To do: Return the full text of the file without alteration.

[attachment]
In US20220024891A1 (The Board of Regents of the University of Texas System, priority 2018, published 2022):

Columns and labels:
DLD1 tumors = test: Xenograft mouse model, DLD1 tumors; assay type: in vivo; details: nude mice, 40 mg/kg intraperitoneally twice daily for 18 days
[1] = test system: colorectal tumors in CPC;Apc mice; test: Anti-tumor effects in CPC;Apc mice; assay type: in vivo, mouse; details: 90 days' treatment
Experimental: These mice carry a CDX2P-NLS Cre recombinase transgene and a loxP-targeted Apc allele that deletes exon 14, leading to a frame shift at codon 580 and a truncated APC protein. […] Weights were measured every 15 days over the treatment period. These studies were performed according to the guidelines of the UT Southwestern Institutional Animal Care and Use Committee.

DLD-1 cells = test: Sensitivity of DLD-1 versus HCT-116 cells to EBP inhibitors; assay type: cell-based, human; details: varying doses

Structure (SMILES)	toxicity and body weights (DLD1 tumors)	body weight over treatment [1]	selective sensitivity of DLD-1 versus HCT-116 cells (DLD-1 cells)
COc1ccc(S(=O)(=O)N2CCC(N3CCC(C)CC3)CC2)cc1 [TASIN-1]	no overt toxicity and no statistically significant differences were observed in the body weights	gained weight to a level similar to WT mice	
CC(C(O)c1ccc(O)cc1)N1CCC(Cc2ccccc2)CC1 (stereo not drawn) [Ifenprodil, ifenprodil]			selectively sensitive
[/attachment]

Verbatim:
In US20220024891A1 (The Board of Regents of the University of Texas System, priority 2018, published 2022):

Columns and labels:
DLD1 tumors = test: Xenograft mouse model, DLD1 tumors; assay type: in vivo; details: nude mice, 40 mg/kg intraperitoneally twice daily for 18 days
[1] = test system: colorectal tumors in CPC;Apc mice; test: Anti-tumor effects in CPC;Apc mice; assay type: in vivo, mouse; details: 90 days' treatment
Experimental: These mice carry a CDX2P-NLS Cre recombinase transgene and a loxP-targeted Apc allele that deletes exon 14, leading to a frame shift at codon 580 and a truncated APC protein. […] Weights were measured every 15 days over the treatment period. These studies were performed according to the guidelines of the UT Southwestern Institutional Animal Care and Use Committee.

DLD-1 cells = test: Sensitivity of DLD-1 versus HCT-116 cells to EBP inhibitors; assay type: cell-based, human; details: varying doses

Structure (SMILES)	toxicity and body weights (DLD1 tumors)	body weight over treatment [1]	selective sensitivity of DLD-1 versus HCT-116 cells (DLD-1 cells)
COc1ccc(S(=O)(=O)N2CCC(N3CCC(C)CC3)CC2)cc1 [TASIN-1]	no overt toxicity and no statistically significant differences were observed in the body weights	gained weight to a level similar to WT mice	
CC(C(O)c1ccc(O)cc1)N1CCC(Cc2ccccc2)CC1 (stereo not drawn) [Ifenprodil, ifenprodil]			selectively sensitive